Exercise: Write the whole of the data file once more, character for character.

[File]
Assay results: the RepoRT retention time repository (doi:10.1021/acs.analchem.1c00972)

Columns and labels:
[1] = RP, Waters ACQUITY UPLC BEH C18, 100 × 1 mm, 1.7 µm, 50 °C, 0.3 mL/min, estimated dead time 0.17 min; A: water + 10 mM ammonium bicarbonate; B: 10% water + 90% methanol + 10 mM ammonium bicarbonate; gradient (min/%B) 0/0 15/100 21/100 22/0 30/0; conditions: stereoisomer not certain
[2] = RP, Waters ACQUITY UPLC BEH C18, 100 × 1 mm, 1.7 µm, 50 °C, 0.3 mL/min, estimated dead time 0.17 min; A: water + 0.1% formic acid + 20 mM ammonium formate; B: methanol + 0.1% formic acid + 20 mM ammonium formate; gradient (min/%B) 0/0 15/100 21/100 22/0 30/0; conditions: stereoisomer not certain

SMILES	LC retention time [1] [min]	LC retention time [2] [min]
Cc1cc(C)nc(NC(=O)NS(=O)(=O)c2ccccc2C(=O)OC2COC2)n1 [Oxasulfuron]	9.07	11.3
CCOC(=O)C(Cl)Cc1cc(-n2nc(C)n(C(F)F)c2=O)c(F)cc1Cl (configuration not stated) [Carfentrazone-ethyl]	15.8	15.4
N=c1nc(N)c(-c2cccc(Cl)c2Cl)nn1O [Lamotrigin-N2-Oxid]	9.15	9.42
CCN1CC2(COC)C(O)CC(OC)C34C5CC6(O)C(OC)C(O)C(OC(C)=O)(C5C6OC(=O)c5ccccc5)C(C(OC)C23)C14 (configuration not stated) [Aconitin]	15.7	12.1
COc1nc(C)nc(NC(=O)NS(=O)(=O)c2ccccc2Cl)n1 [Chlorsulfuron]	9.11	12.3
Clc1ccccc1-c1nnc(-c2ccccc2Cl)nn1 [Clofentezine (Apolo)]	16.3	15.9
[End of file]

Assay results: the RepoRT retention time repository (doi:10.1021/acs.analchem.1c00972)

Columns and labels:
[1] = RP, Waters ACQUITY UPLC BEH C18, 100 × 1 mm, 1.7 µm, 50 °C, 0.3 mL/min, estimated dead time 0.17 min; A: water + 10 mM ammonium bicarbonate; B: 10% water + 90% methanol + 10 mM ammonium bicarbonate; gradient (min/%B) 0/0 15/100 21/100 22/0 30/0; conditions: stereoisomer not certain
[2] = RP, Waters ACQUITY UPLC BEH C18, 100 × 1 mm, 1.7 µm, 50 °C, 0.3 mL/min, estimated dead time 0.17 min; A: water + 0.1% formic acid + 20 mM ammonium formate; B: methanol + 0.1% formic acid + 20 mM ammonium formate; gradient (min/%B) 0/0 15/100 21/100 22/0 30/0; conditions: stereoisomer not certain

SMILES	LC retention time [1] [min]	LC retention time [2] [min]
Cc1cc(C)nc(NC(=O)NS(=O)(=O)c2ccccc2C(=O)OC2COC2)n1 [Oxasulfuron]	9.07	11.3
CCOC(=O)C(Cl)Cc1cc(-n2nc(C)n(C(F)F)c2=O)c(F)cc1Cl (configuration not stated) [Carfentrazone-ethyl]	15.8	15.4
N=c1nc(N)c(-c2cccc(Cl)c2Cl)nn1O [Lamotrigin-N2-Oxid]	9.15	9.42
CCN1CC2(COC)C(O)CC(OC)C34C5CC6(O)C(OC)C(O)C(OC(C)=O)(C5C6OC(=O)c5ccccc5)C(C(OC)C23)C14 (configuration not stated) [Aconitin]	15.7	12.1
COc1nc(C)nc(NC(=O)NS(=O)(=O)c2ccccc2Cl)n1 [Chlorsulfuron]	9.11	12.3
Clc1ccccc1-c1nnc(-c2ccccc2Cl)nn1 [Clofentezine (Apolo)]	16.3	15.9